11.9 percent higher than into a standard glass; (2) 12.2 percent more wine was poured when a glass was held
versus a glass placed on a table; (3) white wine pours were 9.2 percent more generous than red.
A Riedel Vinum Burgundy glass that is half-filled, holds a surprising 12 ounces. The photo below shows a
Vinuum XL glass containing about 6 ounces, or close to one standard drink.
Measuring wine glasses are available for health conscious wine drinkers who want to be able to measure their
wine consumption. Discreet bubbles on the glass mark 4, 6, and 8 ounce portions on lead-free crystal from a
Riedel factory in Germany. Both red and white wine moderation glasses are available. The glasses are
endorsed by California cardiologist Steven R. Gundy, M.D.. To buy, visit www.mr-picky.com/moderation-wineglasses/.
There are other versions of measuring wine glasses including the “Caloric Cuvee,” which has marks
to note calorie intake of various pours, but I am put off by the top mark on the glass which says, “Who cares?”
A Health Survey for England conducted by the University College London and published in the European
Journal of Public Health found that as many as three quarters of the people in the UK underestimate the
amount they drink by up to 40 percent. Although four in five considered themselves a “moderate drinker,” they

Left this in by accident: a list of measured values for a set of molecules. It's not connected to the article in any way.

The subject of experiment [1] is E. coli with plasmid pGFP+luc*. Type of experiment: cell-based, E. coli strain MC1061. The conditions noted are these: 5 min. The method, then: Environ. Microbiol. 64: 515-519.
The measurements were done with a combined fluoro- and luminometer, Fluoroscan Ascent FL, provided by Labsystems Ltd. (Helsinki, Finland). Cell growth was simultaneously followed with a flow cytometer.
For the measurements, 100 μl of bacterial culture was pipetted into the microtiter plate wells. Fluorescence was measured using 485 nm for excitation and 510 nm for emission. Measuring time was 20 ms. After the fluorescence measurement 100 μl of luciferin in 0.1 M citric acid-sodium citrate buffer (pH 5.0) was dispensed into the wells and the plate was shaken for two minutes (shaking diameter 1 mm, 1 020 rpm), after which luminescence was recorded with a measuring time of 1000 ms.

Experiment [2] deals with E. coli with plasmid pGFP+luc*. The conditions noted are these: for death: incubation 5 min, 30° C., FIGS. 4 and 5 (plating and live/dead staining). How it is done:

admitted to frequently exceeding the safe guidelines, but had no intention of scaling back. The study was
based on the difference between self-reported alcohol consumption and alcohol sales. After the research was
published, visits to Drinkaware’s website at www.drinkaware.co.uk/ surged to a five-year high and those who
searched on the website for “how many units in a bottle of wine” rose 467%.
Data taken from the National Health and Nutrition Examination Survey, 2009-2010, were analyzed and
reported in the Journal of the Academy of Nutrition and Dietetics published online. On any given day, 36% of
men and 21% of women consumed alcohol in the United States. 18 percent of men and 11 percent of women
drink more alcohol than federal guidelines recommend and 8 percent of men and 3 percent of women are
“heavy drinkers.” The percentages who drank more than the the government’s recommended limits were